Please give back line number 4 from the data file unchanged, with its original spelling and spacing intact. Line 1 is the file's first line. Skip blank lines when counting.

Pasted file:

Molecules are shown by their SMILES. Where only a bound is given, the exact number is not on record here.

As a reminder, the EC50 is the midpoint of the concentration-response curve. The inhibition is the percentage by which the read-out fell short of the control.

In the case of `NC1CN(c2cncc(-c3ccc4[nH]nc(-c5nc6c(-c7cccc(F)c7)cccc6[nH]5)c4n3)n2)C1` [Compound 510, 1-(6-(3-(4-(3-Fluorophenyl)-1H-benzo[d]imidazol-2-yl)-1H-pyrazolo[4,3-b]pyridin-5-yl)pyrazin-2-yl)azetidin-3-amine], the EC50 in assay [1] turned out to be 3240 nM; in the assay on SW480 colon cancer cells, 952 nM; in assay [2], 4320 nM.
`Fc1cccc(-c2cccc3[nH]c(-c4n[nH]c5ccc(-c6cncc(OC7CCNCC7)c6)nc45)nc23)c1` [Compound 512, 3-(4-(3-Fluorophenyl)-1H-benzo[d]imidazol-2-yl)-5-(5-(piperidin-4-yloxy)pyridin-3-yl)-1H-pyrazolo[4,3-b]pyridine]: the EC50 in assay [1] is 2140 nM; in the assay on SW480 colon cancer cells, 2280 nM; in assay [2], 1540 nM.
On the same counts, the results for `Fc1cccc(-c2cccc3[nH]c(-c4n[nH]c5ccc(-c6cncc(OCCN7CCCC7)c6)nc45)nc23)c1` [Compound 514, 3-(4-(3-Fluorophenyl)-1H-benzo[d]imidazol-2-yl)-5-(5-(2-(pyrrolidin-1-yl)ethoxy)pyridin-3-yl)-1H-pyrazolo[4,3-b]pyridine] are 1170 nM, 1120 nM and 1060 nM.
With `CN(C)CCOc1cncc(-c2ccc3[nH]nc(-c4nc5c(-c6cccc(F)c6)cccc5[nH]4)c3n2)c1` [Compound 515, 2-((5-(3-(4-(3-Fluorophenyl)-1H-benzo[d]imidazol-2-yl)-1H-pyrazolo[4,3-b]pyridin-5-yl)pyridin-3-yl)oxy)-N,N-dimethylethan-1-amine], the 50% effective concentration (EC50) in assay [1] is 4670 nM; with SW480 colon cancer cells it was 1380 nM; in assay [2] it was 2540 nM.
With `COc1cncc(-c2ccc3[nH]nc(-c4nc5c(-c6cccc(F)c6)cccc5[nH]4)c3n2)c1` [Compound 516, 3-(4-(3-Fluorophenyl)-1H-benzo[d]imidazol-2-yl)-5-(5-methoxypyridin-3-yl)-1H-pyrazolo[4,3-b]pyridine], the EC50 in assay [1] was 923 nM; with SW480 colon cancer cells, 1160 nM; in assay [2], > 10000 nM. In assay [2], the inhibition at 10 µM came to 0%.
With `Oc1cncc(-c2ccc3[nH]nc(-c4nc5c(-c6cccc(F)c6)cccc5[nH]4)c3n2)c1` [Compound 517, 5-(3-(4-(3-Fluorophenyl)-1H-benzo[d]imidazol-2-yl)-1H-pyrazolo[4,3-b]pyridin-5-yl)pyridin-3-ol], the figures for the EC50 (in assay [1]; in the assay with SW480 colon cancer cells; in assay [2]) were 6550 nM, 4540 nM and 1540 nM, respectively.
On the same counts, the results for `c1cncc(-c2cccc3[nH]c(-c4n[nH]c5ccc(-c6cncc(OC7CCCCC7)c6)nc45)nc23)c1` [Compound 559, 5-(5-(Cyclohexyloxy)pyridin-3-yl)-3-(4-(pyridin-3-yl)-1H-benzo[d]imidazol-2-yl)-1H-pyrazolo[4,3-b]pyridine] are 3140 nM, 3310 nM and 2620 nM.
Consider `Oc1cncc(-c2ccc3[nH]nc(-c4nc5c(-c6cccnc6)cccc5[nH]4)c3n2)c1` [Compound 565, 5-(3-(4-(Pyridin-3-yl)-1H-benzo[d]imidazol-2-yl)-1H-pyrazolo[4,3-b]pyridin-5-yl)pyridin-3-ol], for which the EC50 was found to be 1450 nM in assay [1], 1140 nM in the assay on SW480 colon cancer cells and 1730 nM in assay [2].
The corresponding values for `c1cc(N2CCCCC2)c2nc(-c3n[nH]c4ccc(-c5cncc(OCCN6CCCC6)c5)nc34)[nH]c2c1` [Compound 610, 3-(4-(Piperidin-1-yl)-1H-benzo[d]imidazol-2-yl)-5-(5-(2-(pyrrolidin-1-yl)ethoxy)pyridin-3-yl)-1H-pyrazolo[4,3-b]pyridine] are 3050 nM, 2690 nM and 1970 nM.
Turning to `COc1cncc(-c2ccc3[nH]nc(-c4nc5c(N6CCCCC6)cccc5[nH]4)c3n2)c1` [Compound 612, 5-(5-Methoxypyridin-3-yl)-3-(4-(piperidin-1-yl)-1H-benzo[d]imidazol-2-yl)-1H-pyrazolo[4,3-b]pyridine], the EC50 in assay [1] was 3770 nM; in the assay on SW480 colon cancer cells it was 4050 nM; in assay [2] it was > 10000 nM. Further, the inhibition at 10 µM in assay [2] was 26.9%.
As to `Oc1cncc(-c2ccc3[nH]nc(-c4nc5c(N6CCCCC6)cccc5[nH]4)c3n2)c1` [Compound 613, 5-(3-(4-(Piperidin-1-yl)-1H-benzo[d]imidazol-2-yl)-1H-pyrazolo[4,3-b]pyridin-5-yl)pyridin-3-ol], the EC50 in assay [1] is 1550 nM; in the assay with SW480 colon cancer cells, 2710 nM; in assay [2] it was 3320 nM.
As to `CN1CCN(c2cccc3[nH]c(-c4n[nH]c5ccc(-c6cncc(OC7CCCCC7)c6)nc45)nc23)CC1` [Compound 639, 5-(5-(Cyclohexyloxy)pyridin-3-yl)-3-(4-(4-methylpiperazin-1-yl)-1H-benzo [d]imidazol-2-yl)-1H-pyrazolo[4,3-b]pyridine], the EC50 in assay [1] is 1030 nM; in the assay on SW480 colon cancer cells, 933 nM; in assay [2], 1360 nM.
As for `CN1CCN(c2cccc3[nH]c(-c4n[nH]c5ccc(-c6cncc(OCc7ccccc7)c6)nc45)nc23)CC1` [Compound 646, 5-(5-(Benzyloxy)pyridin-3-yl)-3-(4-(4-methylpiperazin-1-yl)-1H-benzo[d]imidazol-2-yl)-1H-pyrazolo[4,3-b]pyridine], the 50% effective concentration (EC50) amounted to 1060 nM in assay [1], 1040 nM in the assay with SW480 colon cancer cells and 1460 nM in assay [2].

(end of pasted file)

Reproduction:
`Fc1cccc(-c2cccc3[nH]c(-c4n[nH]c5ccc(-c6cncc(OC7CCNCC7)c6)nc45)nc23)c1` [Compound 512, 3-(4-(3-Fluorophenyl)-1H-benzo[d]imidazol-2-yl)-5-(5-(piperidin-4-yloxy)pyridin-3-yl)-1H-pyrazolo[4,3-b]pyridine]: the EC50 in assay [1] is 2140 nM; in the assay on SW480 colon cancer cells, 2280 nM; in assay [2], 1540 nM.